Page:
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Rheum Dis Clin North Am. 2005 Aug;31(3):465-81, vi.

Raynaud's phenomenon in mixed connective tissue disease.

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Division of Rheumatology, Johns Hopkins School of Medicine, 5200 Eastern Avenue, Suite 4100, Baltimore, MD 21224, USA.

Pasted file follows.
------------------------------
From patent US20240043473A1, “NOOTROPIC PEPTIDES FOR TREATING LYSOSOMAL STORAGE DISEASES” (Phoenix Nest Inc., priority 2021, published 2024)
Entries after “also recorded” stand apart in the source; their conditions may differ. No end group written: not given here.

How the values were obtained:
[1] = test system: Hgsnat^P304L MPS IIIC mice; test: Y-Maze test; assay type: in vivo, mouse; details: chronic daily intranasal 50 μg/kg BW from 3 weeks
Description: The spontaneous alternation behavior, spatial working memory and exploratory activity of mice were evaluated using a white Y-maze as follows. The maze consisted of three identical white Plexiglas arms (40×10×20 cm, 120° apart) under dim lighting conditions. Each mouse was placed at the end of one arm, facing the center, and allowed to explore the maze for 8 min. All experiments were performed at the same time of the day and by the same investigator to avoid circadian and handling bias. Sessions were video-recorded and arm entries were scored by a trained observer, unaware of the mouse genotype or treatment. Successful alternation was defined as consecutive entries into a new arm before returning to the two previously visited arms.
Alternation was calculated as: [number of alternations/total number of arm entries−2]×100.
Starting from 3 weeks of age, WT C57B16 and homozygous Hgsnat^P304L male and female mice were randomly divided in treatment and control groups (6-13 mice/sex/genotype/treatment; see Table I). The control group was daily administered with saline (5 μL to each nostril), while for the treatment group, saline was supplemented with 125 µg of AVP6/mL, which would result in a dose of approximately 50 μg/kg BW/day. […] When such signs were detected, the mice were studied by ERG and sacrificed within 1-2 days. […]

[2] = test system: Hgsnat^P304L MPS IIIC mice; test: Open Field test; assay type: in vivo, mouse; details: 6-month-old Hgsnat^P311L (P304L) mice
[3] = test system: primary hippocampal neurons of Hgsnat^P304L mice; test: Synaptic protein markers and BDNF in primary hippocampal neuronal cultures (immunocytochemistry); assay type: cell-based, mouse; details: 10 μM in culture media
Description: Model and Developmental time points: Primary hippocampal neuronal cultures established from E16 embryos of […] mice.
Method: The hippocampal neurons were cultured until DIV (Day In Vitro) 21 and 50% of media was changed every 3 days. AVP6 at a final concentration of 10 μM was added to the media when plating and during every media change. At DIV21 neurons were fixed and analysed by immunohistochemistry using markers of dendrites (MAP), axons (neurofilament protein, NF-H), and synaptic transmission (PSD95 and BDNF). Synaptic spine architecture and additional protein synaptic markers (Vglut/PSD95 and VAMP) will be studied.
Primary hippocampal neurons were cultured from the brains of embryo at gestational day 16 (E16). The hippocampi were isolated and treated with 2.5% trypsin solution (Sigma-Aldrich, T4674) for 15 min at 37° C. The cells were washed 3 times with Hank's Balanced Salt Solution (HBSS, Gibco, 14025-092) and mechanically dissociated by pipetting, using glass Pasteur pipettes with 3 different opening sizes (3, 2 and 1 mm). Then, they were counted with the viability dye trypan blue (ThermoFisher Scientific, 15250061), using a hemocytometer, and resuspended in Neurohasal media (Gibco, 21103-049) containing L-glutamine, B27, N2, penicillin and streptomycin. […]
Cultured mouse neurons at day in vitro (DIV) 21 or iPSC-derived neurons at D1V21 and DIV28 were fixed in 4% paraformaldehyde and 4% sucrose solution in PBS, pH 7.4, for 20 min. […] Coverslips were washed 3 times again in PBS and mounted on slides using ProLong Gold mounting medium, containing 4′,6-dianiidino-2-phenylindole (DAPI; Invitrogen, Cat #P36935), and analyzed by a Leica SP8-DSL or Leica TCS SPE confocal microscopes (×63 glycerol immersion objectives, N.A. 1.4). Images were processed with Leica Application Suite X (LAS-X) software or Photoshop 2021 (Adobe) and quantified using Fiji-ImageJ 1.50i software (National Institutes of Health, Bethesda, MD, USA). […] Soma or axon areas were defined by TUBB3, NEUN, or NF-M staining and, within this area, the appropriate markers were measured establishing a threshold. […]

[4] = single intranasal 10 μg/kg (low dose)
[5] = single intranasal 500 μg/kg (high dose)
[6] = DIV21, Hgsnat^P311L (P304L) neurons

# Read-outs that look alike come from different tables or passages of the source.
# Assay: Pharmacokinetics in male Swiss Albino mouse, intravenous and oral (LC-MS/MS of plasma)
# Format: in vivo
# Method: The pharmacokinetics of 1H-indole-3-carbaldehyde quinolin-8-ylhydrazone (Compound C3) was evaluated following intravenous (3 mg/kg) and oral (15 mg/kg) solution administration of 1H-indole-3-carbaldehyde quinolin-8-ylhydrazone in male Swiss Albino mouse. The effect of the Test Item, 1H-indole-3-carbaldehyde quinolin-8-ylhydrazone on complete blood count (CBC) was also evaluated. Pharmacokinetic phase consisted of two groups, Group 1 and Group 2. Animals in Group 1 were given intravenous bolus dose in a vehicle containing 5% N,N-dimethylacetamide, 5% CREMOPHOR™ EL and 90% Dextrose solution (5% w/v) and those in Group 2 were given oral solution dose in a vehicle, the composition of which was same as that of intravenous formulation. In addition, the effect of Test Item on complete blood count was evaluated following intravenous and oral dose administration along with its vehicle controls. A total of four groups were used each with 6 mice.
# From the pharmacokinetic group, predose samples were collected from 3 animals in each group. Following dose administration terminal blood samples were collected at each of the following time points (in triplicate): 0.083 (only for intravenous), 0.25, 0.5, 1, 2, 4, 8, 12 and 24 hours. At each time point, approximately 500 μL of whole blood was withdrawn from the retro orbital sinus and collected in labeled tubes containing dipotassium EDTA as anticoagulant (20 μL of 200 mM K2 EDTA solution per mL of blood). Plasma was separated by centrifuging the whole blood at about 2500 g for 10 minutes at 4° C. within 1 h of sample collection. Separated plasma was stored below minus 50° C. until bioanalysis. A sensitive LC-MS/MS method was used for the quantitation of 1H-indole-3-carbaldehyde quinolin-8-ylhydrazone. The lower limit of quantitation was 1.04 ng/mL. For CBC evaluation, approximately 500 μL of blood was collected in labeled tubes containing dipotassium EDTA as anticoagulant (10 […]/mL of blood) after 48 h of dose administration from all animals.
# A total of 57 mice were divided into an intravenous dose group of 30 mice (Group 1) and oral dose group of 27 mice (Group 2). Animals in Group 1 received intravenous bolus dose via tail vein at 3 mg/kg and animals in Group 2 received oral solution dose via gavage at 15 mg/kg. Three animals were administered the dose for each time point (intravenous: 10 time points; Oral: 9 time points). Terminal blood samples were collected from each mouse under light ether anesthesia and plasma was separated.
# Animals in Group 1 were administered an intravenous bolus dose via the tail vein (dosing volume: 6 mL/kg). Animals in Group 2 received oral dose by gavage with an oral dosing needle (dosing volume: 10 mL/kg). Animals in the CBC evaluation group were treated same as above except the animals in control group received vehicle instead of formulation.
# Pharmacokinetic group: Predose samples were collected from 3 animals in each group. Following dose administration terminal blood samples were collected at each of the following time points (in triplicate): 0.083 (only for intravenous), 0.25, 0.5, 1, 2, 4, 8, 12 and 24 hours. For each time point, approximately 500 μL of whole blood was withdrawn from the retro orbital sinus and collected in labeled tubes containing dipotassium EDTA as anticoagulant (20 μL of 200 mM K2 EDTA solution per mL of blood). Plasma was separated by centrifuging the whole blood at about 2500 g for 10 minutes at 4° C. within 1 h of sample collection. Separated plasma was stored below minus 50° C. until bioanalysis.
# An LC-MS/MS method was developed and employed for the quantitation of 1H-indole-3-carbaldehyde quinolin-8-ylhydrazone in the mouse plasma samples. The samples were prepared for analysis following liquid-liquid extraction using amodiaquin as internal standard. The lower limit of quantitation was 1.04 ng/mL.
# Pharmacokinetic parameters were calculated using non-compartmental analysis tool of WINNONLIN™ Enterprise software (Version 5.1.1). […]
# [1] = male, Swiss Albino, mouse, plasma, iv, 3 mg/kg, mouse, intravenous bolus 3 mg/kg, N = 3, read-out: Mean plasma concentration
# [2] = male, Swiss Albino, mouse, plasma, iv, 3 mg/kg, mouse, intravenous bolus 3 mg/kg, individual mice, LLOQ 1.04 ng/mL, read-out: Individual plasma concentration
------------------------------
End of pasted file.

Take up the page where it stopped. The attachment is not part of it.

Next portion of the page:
Raynaud's phenomenon affects most patients who have mixed connective tissue disease (MCTD) and frequently represents the initial manifestation of the disease. It is the cutaneous symptom of a systemic vasculopathy that is characterized by intimal fibrosis and blood vessel obliteration that frequently leads to visceral involvement, particularly pulmonary hypertension. An association between Raynaud's phenomenon and the characteristic autoantibody in MCTD, anti-U1-RNP (ribonucleoprotein), is found across the spectrum of rheumatic diseases, including undifferentiated connective tissue disease, scleroderma, and systemic lupus erythematosus. Capillary nailfold examination represents a valuable tool to identify patients who are at risk for MCTD. The goal in the therapy of Raynaud's phenomenon in MCTD is to decrease the frequency of attacks, to prevent digital ulceration, and to limit progressive vascular damage. Therapeutic regimens include the traditional use of calcium channel blockers and novel vascular therapies.

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